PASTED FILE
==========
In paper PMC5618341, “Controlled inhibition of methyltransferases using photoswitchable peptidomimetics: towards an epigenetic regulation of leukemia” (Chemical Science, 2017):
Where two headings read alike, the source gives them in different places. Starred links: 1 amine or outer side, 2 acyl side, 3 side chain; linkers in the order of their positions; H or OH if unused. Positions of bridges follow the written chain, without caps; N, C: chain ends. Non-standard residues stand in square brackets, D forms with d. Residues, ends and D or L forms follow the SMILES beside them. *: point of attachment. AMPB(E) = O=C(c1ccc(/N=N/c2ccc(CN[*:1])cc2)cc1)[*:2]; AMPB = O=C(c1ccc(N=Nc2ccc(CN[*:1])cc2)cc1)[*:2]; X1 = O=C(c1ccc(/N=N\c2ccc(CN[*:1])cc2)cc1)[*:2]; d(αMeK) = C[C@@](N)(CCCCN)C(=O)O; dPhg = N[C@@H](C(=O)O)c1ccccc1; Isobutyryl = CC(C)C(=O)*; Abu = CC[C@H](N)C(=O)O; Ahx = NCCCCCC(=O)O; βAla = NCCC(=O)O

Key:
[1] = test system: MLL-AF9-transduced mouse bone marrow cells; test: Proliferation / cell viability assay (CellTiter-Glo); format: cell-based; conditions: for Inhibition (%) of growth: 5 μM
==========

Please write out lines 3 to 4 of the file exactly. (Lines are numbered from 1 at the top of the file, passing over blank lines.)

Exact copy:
Key:
[1] = test system: MLL-AF9-transduced mouse bone marrow cells; test: Proliferation / cell viability assay (CellTiter-Glo); format: cell-based; conditions: for Inhibition (%) of growth: 5 μM